I’ve seen a lot of storyboards over the years (for various animated TV series and commercials, etc). Some smooth and easy to follow… others… welll… not so much 🙁
So to those regards — here is a nice little find – I thought I’d share 🙂
Hat Lieberman shares some tips on STORYBOARDING:
“Here are a few quick little tip sheets I put together for some of my friends who are currently doing storyboard tests and looking to get into boarding.”
#1. Be Careful of Theater Staging:
There are no “right” or “wrongs” with storyboarding, only ways that work better than others. Figure out what you want to convey in a scene, and find the best way to present those ideas to your audience.
#2. Maintaining Screen Side:
Note: there would obviously be more panels if this was flushed out, to play up the acting and also hook up the action. And on the last panel, I would probably frame it more centered while the female is farther away and then adjust right as she walks towards camera.
This is a simple theory of cutting that can easily help create a sense of continuity within a sequence and or exchange. The idea is not exclusive to 1 character interacting with another. The same principle can be used between 2 different groups of characters, or even a character and an object (I.E. A telephone. A man waits anxiously for a very important phone call).
The example above is a bit rudimentary for the sake of demonstrating the concept. More realistically, you will have characters moving around as they interact. In this case what we can do is create multiple patterns to track the exchange. The important thing to focus on when trying to handle multiple staging set ups is making sure the audience clearly sees our new staging occur. The simplest way to achieve that is by having characters physically cross paths on screen;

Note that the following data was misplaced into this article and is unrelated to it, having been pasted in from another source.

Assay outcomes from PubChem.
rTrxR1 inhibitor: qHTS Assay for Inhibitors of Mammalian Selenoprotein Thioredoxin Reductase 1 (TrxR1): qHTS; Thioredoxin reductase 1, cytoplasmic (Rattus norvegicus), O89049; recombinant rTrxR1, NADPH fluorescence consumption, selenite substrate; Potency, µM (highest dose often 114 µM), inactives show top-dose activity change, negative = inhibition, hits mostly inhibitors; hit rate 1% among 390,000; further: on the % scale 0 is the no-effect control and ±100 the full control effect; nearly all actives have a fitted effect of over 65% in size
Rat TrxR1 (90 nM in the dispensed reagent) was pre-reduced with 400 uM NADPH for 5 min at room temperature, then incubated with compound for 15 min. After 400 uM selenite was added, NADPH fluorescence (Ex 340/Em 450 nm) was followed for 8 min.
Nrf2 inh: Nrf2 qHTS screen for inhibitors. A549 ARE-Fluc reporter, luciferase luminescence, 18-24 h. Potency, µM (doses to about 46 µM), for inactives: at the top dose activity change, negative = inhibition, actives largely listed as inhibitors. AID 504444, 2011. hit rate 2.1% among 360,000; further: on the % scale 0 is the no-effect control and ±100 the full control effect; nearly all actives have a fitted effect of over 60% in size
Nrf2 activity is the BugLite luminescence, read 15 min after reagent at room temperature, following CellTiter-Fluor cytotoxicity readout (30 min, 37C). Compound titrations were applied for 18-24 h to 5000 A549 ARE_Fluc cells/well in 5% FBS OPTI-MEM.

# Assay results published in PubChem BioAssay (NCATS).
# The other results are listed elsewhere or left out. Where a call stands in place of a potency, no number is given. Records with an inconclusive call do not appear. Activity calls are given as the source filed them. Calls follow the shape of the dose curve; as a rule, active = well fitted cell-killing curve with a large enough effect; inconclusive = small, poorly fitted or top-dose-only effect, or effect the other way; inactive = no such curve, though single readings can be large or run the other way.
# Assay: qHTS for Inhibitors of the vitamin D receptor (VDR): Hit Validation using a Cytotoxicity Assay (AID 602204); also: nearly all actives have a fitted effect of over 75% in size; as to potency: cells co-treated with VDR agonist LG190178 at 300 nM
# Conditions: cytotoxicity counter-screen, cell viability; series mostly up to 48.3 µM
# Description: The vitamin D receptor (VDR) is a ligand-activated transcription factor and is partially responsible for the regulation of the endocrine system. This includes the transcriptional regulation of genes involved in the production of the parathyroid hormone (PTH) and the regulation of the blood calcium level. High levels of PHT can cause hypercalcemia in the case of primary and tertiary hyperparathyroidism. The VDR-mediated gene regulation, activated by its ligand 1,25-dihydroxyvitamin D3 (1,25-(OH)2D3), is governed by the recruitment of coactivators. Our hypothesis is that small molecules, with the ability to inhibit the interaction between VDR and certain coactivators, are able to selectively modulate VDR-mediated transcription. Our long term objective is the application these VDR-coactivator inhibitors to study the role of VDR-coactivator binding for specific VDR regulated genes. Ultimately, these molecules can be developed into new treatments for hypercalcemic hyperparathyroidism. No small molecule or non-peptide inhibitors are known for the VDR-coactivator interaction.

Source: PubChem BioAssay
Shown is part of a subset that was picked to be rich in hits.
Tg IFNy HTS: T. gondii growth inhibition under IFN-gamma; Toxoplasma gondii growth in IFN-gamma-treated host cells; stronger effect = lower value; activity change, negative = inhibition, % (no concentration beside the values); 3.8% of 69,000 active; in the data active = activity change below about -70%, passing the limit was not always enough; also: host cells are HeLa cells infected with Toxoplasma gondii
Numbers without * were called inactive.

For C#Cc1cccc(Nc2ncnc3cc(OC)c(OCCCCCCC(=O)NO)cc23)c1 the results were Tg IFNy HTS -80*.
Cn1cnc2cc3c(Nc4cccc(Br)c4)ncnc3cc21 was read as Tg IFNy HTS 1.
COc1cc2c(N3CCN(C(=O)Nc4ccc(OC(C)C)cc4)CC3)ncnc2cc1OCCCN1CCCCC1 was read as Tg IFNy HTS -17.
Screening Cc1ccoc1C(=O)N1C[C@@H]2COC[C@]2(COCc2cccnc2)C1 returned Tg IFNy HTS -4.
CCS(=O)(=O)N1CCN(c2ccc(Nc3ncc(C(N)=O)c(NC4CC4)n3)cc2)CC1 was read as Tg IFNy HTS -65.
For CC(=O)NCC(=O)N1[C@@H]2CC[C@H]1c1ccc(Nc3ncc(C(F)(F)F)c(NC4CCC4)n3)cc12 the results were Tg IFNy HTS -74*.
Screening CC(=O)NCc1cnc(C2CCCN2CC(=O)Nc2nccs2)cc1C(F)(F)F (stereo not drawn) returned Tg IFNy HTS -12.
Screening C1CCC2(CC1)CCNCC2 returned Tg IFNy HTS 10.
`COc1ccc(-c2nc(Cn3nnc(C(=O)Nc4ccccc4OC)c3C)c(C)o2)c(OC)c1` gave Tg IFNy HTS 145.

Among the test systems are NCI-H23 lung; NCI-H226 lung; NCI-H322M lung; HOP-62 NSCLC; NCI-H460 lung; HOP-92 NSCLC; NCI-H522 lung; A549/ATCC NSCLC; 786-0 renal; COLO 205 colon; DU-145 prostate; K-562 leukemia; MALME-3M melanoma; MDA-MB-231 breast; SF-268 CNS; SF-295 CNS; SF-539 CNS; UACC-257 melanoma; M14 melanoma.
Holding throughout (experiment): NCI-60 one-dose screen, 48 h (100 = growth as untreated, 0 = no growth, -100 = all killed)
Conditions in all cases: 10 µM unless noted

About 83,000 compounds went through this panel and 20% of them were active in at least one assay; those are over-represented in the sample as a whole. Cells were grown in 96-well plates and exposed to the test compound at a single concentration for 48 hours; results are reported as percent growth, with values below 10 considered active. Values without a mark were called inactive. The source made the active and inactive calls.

As long as you continue to establish any new screen spacing, the sequence should maintain a certain level of continuity that will allow the audience to follow along quite easily.
#3. Maintaining Screen Direction:
This is a similar theory to #2 however involves more characters and objects moving in and out of frame.
“I think the most important thing to remember with storyboarding is that; anything and everything we can do visually will invoke a specific response from the audience. The key is to determine what exactly you want the audience to feel and then find the best way visually to achieve that reaction.”
“I hear a lot of people say “You can’t do that cut” or “You are breaking the 180 line, you can’t do that…” well obviously you can do it, because if you can board it, you can shoot it. It’s not that you “Can’t” do something, it’s that that “something“ is confusing the audience, or isn’t visually pleasing, or isn’t achieving what is necessary of the scene. All of which are appropriate critiques of a jump-cut or breaking the line, however not so much if that is the desired effect you hope to have on your audience.”
“Please note, I could be completely wrong. I do not claim to be right, and as I stated above, there are no “right” or “wrongs” in storyboarding (and most art forms for that matter), only ways that work better than others. These are simply tips, tricks and principles I have picked up along the way that I’ve been able to apply directly to my own work and found to be successful.”
“Hope it helps.”